03.28.19

AS PENTAGON SEEKS TO REDIRECT FUNDING FOR TRUMP BORDER WALL, SCHUMER, GILLIBRAND CALL ON DOD TO PROTECT CRITICAL FUNDING FOR NEW YORK MILITARY CONSTRUCTION PROJECTS

On Monday Night, Acting Secretary of Defense Announced DOD Will Spend Up to $1 Billion to Start Construction of 57 Miles of Trump Border Wall

Department of Defense Planning to Also Redirect Additional $3.6 Billion in Military Construction Funds for Trump Border Wall

More than $300 Million in Federal Funding Designated for New York Military Projects – at the Air Force Research Lab Rome, the United States Military Academy at West Point, Gabreski Air National Guard Base, and NFARS – at Risk of Being Redirected

Schumer, Gillibrand: We Cannot Degrade Our Military to Fund An Expensive Wall that Is Neither Effective nor Necessary

U.S. Senate Minority Leader Charles E. Schumer and U.S. Senator Kirsten Gillibrand, Ranking Member of the Senate Armed Services Personnel Subcommittee, today announced that they are calling on the Department of Defense (DOD) to protect funding designated for New York military construction projects, which is at risk of being diverted to construct President Trump’s border wall. On Monday night, Acting Secretary of Defense Patrick M. Shanahan announced that the DOD will spend up to $1 billion to build 57 miles of wall at the border. With the DOD planning to eventually spend an additional $3.6 billion of military construction funds for the wall, this could put more than $300 million of federal funding allocated for New York projects at risk of being diverted. In a letter to Acting Secretary Shanahan, Senators Schumer and Gillibrand expressed their alarm by the president’s attempt to cut military construction funds in order to construct an expensive and unnecessary wall at the southern border and called on the DOD to protect this funding.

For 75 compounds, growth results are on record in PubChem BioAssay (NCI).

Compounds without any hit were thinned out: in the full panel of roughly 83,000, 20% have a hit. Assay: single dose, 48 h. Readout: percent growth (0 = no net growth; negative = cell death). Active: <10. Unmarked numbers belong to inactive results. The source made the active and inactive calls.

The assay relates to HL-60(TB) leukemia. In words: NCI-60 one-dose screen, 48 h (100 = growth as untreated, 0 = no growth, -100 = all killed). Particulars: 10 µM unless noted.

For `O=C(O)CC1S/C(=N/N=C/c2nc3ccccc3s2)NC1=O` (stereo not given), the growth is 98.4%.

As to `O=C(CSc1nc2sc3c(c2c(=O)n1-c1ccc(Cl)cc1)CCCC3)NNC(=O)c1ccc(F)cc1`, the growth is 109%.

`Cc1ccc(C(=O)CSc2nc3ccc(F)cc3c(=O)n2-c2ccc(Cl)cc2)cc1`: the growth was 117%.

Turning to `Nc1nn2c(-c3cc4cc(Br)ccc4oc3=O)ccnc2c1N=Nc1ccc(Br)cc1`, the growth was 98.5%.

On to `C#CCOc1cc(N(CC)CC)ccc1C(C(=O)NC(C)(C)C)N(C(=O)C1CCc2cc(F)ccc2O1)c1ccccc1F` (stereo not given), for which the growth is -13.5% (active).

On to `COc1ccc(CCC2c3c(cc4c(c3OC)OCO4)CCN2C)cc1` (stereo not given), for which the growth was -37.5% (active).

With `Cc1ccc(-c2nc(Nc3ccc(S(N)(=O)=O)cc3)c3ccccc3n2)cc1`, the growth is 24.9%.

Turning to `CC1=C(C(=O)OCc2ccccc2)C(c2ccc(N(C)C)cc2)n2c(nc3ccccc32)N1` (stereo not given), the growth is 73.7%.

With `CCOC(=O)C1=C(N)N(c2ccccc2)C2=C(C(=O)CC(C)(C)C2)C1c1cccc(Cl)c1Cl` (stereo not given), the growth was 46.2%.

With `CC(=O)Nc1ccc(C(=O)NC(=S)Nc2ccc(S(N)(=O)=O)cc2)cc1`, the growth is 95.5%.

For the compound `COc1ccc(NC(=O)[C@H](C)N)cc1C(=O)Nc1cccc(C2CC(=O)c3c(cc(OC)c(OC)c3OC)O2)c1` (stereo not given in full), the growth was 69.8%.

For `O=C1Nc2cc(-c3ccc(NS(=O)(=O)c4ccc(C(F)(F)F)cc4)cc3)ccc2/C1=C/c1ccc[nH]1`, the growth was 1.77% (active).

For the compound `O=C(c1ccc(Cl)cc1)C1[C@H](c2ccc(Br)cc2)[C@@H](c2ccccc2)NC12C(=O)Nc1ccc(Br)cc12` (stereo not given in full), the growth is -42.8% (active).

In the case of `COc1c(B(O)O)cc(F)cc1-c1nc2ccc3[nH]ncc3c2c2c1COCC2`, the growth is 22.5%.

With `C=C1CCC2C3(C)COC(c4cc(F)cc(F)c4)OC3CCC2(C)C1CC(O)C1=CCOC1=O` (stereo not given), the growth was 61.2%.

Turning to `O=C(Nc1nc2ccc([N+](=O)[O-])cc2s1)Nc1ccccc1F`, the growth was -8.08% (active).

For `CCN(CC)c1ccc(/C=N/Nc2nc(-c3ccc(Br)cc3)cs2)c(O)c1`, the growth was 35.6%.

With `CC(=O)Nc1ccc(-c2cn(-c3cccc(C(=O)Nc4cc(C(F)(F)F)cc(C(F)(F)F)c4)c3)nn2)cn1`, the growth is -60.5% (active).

“When it comes to New York State’s world-class military assets, our chief focus must be investing the necessary funds to keep them fully modernized and operating at the peak of excellence and readiness, not raiding them to pay for an ineffective and expensive project that has already been rejected by Congress,” said Senator Schumer. “I will aggressively fight to protect the vital projects at all of New York’s military-related facilities, because defense spending is for national defense, not made-up national emergencies.”

“New York’s military installations serve a critical role in defending our nation, provide intelligence for our national defense, and train the brave men and women who serve our country. These installations are absolutely essential to our country’s national defense, but the President’s request to construct a needless wall could put important projects at these sites at risk,” said Senator Gillibrand, Ranking Member of the Senate Armed Services Personnel Subcommittee. “These projects were requested by the military itself and then determined to be necessary by Congress, which already allocated funding accordingly. Rather than protecting our nation, the President’s request puts our national security at risk, and I am calling on the Department of Defense to protect this critical funding and ensure our military readiness.”